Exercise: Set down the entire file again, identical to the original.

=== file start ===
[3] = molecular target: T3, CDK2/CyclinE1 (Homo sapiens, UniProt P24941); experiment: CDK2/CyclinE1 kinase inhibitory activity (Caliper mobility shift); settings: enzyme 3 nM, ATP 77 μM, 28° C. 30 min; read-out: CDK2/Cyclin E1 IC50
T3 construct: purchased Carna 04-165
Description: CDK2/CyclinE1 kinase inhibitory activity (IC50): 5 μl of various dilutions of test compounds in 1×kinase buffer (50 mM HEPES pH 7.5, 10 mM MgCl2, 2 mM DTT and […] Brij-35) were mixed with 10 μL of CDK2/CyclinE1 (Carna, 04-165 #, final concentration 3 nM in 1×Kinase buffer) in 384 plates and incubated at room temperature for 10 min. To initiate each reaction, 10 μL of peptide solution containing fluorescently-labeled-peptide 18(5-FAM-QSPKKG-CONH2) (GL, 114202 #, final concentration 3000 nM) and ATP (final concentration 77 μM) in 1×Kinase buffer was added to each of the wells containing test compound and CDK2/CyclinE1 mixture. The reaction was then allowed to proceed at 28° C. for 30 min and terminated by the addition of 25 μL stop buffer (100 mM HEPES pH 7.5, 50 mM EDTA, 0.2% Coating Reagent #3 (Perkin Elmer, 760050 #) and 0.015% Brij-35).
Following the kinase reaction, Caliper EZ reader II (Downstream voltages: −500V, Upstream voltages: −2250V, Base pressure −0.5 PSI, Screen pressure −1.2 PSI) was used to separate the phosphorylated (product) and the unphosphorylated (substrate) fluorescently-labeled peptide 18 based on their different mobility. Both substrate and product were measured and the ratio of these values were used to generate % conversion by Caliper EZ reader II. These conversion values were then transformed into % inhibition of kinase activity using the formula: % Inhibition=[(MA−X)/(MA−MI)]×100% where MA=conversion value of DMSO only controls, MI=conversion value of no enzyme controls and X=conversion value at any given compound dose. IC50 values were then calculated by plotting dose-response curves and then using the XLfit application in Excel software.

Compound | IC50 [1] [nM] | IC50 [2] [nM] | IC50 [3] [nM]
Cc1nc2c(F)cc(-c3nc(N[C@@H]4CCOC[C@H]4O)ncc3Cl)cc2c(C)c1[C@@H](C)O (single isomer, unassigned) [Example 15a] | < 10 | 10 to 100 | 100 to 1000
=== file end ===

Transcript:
[3] = molecular target: T3, CDK2/CyclinE1 (Homo sapiens, UniProt P24941); experiment: CDK2/CyclinE1 kinase inhibitory activity (Caliper mobility shift); settings: enzyme 3 nM, ATP 77 μM, 28° C. 30 min; read-out: CDK2/Cyclin E1 IC50
T3 construct: purchased Carna 04-165
Description: CDK2/CyclinE1 kinase inhibitory activity (IC50): 5 μl of various dilutions of test compounds in 1×kinase buffer (50 mM HEPES pH 7.5, 10 mM MgCl2, 2 mM DTT and […] Brij-35) were mixed with 10 μL of CDK2/CyclinE1 (Carna, 04-165 #, final concentration 3 nM in 1×Kinase buffer) in 384 plates and incubated at room temperature for 10 min. To initiate each reaction, 10 μL of peptide solution containing fluorescently-labeled-peptide 18(5-FAM-QSPKKG-CONH2) (GL, 114202 #, final concentration 3000 nM) and ATP (final concentration 77 μM) in 1×Kinase buffer was added to each of the wells containing test compound and CDK2/CyclinE1 mixture. The reaction was then allowed to proceed at 28° C. for 30 min and terminated by the addition of 25 μL stop buffer (100 mM HEPES pH 7.5, 50 mM EDTA, 0.2% Coating Reagent #3 (Perkin Elmer, 760050 #) and 0.015% Brij-35).
Following the kinase reaction, Caliper EZ reader II (Downstream voltages: −500V, Upstream voltages: −2250V, Base pressure −0.5 PSI, Screen pressure −1.2 PSI) was used to separate the phosphorylated (product) and the unphosphorylated (substrate) fluorescently-labeled peptide 18 based on their different mobility. Both substrate and product were measured and the ratio of these values were used to generate % conversion by Caliper EZ reader II. These conversion values were then transformed into % inhibition of kinase activity using the formula: % Inhibition=[(MA−X)/(MA−MI)]×100% where MA=conversion value of DMSO only controls, MI=conversion value of no enzyme controls and X=conversion value at any given compound dose. IC50 values were then calculated by plotting dose-response curves and then using the XLfit application in Excel software.

Compound | IC50 [1] [nM] | IC50 [2] [nM] | IC50 [3] [nM]
Cc1nc2c(F)cc(-c3nc(N[C@@H]4CCOC[C@H]4O)ncc3Cl)cc2c(C)c1[C@@H](C)O (single isomer, unassigned) [Example 15a] | < 10 | 10 to 100 | 100 to 1000